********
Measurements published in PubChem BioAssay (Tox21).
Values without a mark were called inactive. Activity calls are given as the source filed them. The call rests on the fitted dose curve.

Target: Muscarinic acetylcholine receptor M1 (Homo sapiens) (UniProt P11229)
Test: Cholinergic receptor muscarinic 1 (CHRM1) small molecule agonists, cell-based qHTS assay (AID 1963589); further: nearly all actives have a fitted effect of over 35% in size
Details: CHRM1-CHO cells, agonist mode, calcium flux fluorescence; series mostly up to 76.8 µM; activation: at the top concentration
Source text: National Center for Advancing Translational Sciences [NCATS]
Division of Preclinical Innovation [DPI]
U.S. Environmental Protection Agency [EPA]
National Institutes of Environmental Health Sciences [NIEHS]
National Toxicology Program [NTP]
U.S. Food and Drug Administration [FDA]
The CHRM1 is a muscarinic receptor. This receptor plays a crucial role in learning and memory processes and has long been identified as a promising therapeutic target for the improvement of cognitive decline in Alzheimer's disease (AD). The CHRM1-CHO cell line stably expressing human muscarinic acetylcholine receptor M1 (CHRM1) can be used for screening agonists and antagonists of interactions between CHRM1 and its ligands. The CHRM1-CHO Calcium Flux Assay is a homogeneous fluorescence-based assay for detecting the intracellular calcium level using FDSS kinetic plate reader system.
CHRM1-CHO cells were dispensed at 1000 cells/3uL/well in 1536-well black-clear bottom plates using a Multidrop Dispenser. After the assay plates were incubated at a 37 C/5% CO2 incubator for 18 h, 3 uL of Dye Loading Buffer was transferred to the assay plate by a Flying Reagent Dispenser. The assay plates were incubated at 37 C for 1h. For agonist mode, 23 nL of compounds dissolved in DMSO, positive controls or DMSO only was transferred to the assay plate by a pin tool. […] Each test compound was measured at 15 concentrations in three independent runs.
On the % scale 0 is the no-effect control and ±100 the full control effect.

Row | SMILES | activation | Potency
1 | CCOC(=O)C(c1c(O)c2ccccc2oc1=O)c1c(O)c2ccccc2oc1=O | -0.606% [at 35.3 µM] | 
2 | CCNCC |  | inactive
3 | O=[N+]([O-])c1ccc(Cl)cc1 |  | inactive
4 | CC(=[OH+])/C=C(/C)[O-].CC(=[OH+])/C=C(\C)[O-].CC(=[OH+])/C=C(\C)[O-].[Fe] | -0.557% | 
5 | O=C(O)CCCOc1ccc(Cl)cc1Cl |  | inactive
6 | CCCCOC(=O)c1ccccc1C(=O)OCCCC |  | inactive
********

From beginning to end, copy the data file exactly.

Measurements published in PubChem BioAssay (Tox21).
Values without a mark were called inactive. Activity calls are given as the source filed them. The call rests on the fitted dose curve.

Target: Muscarinic acetylcholine receptor M1 (Homo sapiens) (UniProt P11229)
Test: Cholinergic receptor muscarinic 1 (CHRM1) small molecule agonists, cell-based qHTS assay (AID 1963589); further: nearly all actives have a fitted effect of over 35% in size
Details: CHRM1-CHO cells, agonist mode, calcium flux fluorescence; series mostly up to 76.8 µM; activation: at the top concentration
Source text: National Center for Advancing Translational Sciences [NCATS]
Division of Preclinical Innovation [DPI]
U.S. Environmental Protection Agency [EPA]
National Institutes of Environmental Health Sciences [NIEHS]
National Toxicology Program [NTP]
U.S. Food and Drug Administration [FDA]
The CHRM1 is a muscarinic receptor. This receptor plays a crucial role in learning and memory processes and has long been identified as a promising therapeutic target for the improvement of cognitive decline in Alzheimer's disease (AD). The CHRM1-CHO cell line stably expressing human muscarinic acetylcholine receptor M1 (CHRM1) can be used for screening agonists and antagonists of interactions between CHRM1 and its ligands. The CHRM1-CHO Calcium Flux Assay is a homogeneous fluorescence-based assay for detecting the intracellular calcium level using FDSS kinetic plate reader system.
CHRM1-CHO cells were dispensed at 1000 cells/3uL/well in 1536-well black-clear bottom plates using a Multidrop Dispenser. After the assay plates were incubated at a 37 C/5% CO2 incubator for 18 h, 3 uL of Dye Loading Buffer was transferred to the assay plate by a Flying Reagent Dispenser. The assay plates were incubated at 37 C for 1h. For agonist mode, 23 nL of compounds dissolved in DMSO, positive controls or DMSO only was transferred to the assay plate by a pin tool. […] Each test compound was measured at 15 concentrations in three independent runs.
On the % scale 0 is the no-effect control and ±100 the full control effect.

Row | SMILES | activation | Potency
1 | CCOC(=O)C(c1c(O)c2ccccc2oc1=O)c1c(O)c2ccccc2oc1=O | -0.606% [at 35.3 µM] | 
2 | CCNCC |  | inactive
3 | O=[N+]([O-])c1ccc(Cl)cc1 |  | inactive
4 | CC(=[OH+])/C=C(/C)[O-].CC(=[OH+])/C=C(\C)[O-].CC(=[OH+])/C=C(\C)[O-].[Fe] | -0.557% | 
5 | O=C(O)CCCOc1ccc(Cl)cc1Cl |  | inactive
6 | CCCCOC(=O)c1ccccc1C(=O)OCCCC |  | inactive